But overall. Charlie is not a character to envy. He’s just as messed up, confused, conflicted, etc. as any 15-year-old. He’s extremely bright and insightful, but sometimes those two things can be just as much a hindrance as a help, and he spends way too much time in his head. He is a very relatable character for me. Some people might not like the writing style, but I find that the somewhat juvenile way of telling the story helps it remain plausible. You really believe it could be being told by a 15-year-old.

‘The Perks of Being a Wallflower’ is one of the better young adult books I’ve come across the last few years. Maybe this sounds corny, but it really restores my faith in the genre. Also, I added a wonderful sketch by a deviantart user. I’m going to add a link to the picture so you can visit her page.  I recommend both the book and the movie version to book and movie fans everywhere.

L.I.E. (2001)

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Despite a rocky start, L.I.E. proves to be a powerful movie in the long run, with great performances from Brian Cox and a young Paul Dano. Dano plays a Howie Blitzer, a fifteen-year-old juvenile delinquent whose dad is an inattentive swindler, and whose friends are leading him down the wrong path quick. The school guidance counselor senses that Howie is different, but Howie thinks that it is too late to be saved, and spirals deeper and deeper into disaffected adolescent crime.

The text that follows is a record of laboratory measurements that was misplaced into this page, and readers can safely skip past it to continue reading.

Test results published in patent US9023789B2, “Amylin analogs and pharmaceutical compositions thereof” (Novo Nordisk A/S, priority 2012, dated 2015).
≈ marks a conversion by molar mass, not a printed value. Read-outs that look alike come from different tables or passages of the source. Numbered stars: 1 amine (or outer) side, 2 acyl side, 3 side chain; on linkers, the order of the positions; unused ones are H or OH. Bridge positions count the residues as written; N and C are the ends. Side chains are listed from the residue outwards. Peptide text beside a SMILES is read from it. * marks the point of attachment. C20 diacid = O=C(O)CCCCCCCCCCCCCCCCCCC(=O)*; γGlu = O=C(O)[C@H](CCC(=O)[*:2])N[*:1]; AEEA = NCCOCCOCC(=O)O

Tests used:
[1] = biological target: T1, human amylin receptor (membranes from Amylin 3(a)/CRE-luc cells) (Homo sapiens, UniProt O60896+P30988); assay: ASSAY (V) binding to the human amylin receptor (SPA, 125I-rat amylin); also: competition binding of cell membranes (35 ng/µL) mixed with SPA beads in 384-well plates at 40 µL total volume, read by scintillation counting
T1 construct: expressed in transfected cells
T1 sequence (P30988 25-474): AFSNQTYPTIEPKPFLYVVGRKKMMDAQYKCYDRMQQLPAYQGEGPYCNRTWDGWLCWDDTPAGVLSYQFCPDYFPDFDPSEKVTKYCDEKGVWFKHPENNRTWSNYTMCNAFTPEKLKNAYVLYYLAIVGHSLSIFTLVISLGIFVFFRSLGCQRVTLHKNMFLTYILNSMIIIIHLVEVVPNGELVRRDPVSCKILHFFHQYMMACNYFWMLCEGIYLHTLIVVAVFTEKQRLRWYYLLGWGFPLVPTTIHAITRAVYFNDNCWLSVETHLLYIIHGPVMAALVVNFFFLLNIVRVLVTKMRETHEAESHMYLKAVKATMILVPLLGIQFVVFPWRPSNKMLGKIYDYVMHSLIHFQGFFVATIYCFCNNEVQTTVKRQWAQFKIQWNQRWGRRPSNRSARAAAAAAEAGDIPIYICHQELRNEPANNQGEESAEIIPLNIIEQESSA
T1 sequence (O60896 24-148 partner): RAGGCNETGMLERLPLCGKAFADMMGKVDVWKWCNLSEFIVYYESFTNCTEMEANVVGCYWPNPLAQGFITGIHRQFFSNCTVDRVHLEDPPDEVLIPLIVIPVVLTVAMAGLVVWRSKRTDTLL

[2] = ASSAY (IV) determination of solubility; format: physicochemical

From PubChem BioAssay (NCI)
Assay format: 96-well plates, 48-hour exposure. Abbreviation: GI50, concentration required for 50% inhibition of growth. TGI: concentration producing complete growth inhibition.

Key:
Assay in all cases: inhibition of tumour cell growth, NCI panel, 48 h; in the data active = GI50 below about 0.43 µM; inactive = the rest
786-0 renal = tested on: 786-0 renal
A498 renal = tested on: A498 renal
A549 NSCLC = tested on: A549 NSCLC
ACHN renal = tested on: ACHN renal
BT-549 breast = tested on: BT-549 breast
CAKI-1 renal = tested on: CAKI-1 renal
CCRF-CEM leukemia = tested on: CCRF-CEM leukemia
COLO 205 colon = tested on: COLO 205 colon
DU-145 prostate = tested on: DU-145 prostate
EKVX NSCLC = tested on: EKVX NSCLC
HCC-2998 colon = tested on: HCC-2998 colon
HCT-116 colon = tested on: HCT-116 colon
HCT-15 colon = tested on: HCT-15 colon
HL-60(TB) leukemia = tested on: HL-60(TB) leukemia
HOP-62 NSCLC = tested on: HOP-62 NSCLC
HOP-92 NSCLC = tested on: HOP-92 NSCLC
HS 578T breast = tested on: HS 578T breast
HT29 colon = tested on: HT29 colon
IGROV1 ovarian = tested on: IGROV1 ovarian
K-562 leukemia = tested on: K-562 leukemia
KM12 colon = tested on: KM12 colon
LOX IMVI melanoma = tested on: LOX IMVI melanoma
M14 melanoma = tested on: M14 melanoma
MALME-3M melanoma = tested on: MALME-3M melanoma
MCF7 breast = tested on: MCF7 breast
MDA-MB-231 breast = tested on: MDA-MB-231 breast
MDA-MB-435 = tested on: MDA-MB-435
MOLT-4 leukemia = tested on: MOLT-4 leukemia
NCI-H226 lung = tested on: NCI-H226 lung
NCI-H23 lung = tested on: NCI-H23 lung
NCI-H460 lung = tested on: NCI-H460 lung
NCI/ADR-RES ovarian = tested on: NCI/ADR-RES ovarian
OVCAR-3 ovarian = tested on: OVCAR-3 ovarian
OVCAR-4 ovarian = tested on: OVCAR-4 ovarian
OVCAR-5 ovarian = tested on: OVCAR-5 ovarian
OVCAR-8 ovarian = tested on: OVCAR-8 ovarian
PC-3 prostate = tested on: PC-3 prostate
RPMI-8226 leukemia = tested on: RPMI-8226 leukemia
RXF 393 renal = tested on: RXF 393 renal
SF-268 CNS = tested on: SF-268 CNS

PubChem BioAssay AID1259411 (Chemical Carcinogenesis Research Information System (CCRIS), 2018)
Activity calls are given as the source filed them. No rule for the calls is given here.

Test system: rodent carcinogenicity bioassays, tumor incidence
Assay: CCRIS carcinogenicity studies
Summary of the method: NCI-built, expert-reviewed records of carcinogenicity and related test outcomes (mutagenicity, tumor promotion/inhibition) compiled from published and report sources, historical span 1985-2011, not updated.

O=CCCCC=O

One day Howie and his friends break into the house of Big John Harrigan (Brian Cox,) Irish-American Vietnam veteran and pedophile and steal two valuable guns from him. Harrigan finds Howie and tricks him into thinking he’s a friend of Howie’s late mother’s, and he grooms and attempts to seduce the boy, using threat of legal action for the missing guns to his advantage. Thus begins a icky, and very odd turn of events where the kid realizes that a monster is his only lifeline.

   L.I.E. was originally rated NC-17, and probably crosses the line with child actors as much as it can be crossed in an American movie. Even more disturbing than the pedophilic content and the sweaty, horny, hazed portrayal of out-of-control teen behavior, is the ambiguity concerning the relationship between an adult and a child. It is easy to portray a child molester as a teeth-gnashing sex fiend. It is hard to portray them as human. Don’t get me wrong, I think pedophiles are evil and will get their karma in the afterlife. But many of them were made that way, not born bad. They have human attributes and psychological reasons for doing what they do- to portray them as solely mustache-twirling villains is to deny the complexity of life.

The first ten minutes or so of this movie disappointed me- it seemed like they were trying way too hard to be shocking and edgy. It’s Harmony Korine syndrome- let’s show just how disgusting people can be! The scene where the boy is talking about screwing his sister didn’t ring true to me, nor did the scene with the boys being blown behind street signs. You have to get a little farther in to get to the good part. Brian Cox is chilling. He vacillates between being charming and repugnant. The fact that you begin to like him- just a little- shows the brilliance of the character dynamics.